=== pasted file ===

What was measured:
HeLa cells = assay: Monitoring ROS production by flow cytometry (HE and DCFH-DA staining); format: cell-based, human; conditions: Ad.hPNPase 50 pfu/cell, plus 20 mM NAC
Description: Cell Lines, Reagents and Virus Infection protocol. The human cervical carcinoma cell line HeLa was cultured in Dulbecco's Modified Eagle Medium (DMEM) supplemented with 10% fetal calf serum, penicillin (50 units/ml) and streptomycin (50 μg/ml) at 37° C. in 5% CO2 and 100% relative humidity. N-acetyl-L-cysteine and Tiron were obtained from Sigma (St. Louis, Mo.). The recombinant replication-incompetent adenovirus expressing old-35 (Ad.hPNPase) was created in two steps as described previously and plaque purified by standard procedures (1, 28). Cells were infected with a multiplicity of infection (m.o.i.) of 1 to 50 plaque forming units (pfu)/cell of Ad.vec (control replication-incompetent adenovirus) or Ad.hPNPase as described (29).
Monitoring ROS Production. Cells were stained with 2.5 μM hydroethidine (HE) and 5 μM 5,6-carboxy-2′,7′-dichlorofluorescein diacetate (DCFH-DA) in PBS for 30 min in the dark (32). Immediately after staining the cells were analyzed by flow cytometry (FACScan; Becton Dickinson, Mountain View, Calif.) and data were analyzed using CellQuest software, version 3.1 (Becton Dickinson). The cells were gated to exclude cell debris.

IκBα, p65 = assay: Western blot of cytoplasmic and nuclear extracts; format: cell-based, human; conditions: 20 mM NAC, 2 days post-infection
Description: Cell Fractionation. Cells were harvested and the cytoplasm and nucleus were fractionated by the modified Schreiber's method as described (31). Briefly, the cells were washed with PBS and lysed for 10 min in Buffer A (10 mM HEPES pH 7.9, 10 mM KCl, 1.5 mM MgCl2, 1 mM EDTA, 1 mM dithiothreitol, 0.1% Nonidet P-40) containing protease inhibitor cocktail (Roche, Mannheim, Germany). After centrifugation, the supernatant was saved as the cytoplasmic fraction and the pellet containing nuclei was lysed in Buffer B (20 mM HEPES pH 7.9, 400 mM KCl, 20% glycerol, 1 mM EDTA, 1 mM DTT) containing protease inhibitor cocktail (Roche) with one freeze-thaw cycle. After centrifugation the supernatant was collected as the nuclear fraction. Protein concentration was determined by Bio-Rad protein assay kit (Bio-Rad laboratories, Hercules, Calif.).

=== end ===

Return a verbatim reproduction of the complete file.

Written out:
What was measured:
HeLa cells = assay: Monitoring ROS production by flow cytometry (HE and DCFH-DA staining); format: cell-based, human; conditions: Ad.hPNPase 50 pfu/cell, plus 20 mM NAC
Description: Cell Lines, Reagents and Virus Infection protocol. The human cervical carcinoma cell line HeLa was cultured in Dulbecco's Modified Eagle Medium (DMEM) supplemented with 10% fetal calf serum, penicillin (50 units/ml) and streptomycin (50 μg/ml) at 37° C. in 5% CO2 and 100% relative humidity. N-acetyl-L-cysteine and Tiron were obtained from Sigma (St. Louis, Mo.). The recombinant replication-incompetent adenovirus expressing old-35 (Ad.hPNPase) was created in two steps as described previously and plaque purified by standard procedures (1, 28). Cells were infected with a multiplicity of infection (m.o.i.) of 1 to 50 plaque forming units (pfu)/cell of Ad.vec (control replication-incompetent adenovirus) or Ad.hPNPase as described (29).
Monitoring ROS Production. Cells were stained with 2.5 μM hydroethidine (HE) and 5 μM 5,6-carboxy-2′,7′-dichlorofluorescein diacetate (DCFH-DA) in PBS for 30 min in the dark (32). Immediately after staining the cells were analyzed by flow cytometry (FACScan; Becton Dickinson, Mountain View, Calif.) and data were analyzed using CellQuest software, version 3.1 (Becton Dickinson). The cells were gated to exclude cell debris.

IκBα, p65 = assay: Western blot of cytoplasmic and nuclear extracts; format: cell-based, human; conditions: 20 mM NAC, 2 days post-infection
Description: Cell Fractionation. Cells were harvested and the cytoplasm and nucleus were fractionated by the modified Schreiber's method as described (31). Briefly, the cells were washed with PBS and lysed for 10 min in Buffer A (10 mM HEPES pH 7.9, 10 mM KCl, 1.5 mM MgCl2, 1 mM EDTA, 1 mM dithiothreitol, 0.1% Nonidet P-40) containing protease inhibitor cocktail (Roche, Mannheim, Germany). After centrifugation, the supernatant was saved as the cytoplasmic fraction and the pellet containing nuclei was lysed in Buffer B (20 mM HEPES pH 7.9, 400 mM KCl, 20% glycerol, 1 mM EDTA, 1 mM DTT) containing protease inhibitor cocktail (Roche) with one freeze-thaw cycle. After centrifugation the supernatant was collected as the nuclear fraction. Protein concentration was determined by Bio-Rad protein assay kit (Bio-Rad laboratories, Hercules, Calif.).